Day 2 It’s a chilly start to the day – 8 degrees when the sun finally gets up at 7am. Very glad I have Ugg boots, a beanie and gloves! Breakfast with the local kangaroos is a treat, as is dinner in town at the Hotel Corones – a beautifully restored old pub, which had the longest bar in the Southern hemisphere when it was built in 1924. We follow that up with a private tour at the Charleville Cosmos Centre. So worth it! Viewing the stars through their 30 inch telescope opens a whole new world. My favourite – the globular cluster of Omega Centauri – what a sight.

Charleville to Tambo – 200km

Staying: 2 nights Macfarlane Station – Tambo

Stepping out in our Sunday best for the Tambo Races.

Day 3 and we are heading for Tambo, about 2 hours up the highway, for a day at the races. This is really special – a chance to put on our best gear, have a punt on the horses and be part of a vibrant local community. What a day! Thoroughly recommend getting along to any of the country race days. They are big social events in outback towns. The colours, the kids, the fashions on the field – all adding to the excitement of the race meet. No wins for us, but the day perfectly capped off with dinner under the stars at Macfarlane sheep station, where we’re staying with very generous friends for the next two nights.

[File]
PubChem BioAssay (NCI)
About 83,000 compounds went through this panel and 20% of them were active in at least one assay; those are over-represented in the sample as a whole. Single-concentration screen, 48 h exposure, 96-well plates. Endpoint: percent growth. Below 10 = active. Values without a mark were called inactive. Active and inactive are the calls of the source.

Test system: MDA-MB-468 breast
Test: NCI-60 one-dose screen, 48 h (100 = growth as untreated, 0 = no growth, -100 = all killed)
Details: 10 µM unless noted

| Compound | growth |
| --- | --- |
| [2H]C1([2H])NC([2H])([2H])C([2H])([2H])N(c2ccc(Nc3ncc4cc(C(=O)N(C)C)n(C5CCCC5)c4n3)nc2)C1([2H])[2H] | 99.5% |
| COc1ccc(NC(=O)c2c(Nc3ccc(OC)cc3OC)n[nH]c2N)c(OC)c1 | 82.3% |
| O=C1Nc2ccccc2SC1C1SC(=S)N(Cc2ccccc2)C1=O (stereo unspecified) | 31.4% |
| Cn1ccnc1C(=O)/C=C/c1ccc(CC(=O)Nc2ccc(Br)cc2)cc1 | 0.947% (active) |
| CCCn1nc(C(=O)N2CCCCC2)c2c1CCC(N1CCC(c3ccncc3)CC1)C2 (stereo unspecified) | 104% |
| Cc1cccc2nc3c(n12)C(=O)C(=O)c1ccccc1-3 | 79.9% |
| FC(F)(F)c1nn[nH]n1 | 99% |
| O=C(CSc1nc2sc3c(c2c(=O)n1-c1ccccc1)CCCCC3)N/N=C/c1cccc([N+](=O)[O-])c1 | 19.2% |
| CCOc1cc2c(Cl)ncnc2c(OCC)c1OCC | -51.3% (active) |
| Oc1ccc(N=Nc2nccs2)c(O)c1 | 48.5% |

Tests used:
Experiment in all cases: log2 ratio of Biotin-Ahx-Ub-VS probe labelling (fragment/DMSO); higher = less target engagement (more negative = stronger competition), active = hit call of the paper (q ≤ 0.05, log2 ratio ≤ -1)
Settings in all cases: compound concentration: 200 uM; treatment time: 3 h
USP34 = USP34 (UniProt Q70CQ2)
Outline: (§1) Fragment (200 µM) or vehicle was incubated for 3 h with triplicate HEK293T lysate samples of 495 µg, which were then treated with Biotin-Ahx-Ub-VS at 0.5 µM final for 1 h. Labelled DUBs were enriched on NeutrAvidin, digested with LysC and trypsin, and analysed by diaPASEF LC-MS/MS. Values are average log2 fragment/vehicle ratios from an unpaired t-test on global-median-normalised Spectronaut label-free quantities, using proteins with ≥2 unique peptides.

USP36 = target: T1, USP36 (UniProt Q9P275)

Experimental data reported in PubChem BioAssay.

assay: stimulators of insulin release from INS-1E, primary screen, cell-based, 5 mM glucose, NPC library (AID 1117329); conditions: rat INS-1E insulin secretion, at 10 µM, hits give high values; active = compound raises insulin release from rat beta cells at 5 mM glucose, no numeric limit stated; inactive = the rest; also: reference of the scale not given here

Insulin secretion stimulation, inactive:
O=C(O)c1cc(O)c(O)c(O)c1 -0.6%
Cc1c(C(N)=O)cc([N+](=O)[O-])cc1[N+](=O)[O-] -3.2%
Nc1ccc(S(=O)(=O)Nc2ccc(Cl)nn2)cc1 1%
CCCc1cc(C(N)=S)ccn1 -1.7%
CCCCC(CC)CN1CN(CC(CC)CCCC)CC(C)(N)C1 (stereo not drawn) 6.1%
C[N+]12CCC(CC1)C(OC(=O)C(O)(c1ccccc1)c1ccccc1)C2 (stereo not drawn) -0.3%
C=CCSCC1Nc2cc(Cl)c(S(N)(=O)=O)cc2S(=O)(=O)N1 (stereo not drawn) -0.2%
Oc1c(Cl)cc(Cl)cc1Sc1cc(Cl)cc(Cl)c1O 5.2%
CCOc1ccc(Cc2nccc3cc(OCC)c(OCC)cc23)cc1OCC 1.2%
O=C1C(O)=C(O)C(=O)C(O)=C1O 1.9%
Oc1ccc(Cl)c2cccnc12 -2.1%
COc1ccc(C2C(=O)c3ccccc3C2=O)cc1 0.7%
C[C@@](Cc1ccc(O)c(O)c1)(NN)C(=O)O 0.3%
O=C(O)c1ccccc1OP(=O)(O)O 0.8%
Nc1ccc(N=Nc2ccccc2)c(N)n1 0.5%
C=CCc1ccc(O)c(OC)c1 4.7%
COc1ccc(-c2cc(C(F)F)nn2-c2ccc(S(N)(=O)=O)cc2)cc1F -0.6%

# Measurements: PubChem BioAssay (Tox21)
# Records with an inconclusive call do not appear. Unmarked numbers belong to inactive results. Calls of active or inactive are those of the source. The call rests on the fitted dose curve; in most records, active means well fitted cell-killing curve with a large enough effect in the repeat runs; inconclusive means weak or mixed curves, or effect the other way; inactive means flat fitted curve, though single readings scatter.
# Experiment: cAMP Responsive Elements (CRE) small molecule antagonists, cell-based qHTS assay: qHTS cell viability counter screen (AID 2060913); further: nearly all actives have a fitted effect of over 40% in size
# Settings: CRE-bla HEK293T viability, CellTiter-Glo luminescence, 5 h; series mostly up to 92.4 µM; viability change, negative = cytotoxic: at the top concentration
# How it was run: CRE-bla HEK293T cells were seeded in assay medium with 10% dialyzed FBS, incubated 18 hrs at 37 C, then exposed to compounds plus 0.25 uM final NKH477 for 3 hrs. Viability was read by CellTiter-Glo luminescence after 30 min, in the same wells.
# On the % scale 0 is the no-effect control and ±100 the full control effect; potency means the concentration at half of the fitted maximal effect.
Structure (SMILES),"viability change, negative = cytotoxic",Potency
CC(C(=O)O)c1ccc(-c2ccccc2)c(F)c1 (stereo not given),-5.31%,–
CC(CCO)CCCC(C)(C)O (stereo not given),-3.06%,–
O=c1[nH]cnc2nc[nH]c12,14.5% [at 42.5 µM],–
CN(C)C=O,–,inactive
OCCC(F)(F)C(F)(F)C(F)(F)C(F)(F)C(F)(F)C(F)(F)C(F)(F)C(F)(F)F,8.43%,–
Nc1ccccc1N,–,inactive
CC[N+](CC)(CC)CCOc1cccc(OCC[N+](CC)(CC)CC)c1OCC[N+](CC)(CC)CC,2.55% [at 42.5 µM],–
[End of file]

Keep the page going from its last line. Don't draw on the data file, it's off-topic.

Tambo to Longreach – 315km

Staying: 2 nights Longreach Tourist Park

Sunrise at Longreach. Image: Julie Fison

Day 5 We have a three hour drive ahead today, so we take it easy, stopping at Blackall for a steak sanga at the Barcoo Hotel and a coffee at the Jolly Swagman Cafe. We are definitely in Banjo Patterson territory here. The area is also home to Australia’s workers’ movement. The Tree of Knowledge in nearby Barcaldine was a key meeting place during the Great Shearers’ Strike of 1891 and commemorates the birthplace of the Australian Labour Party.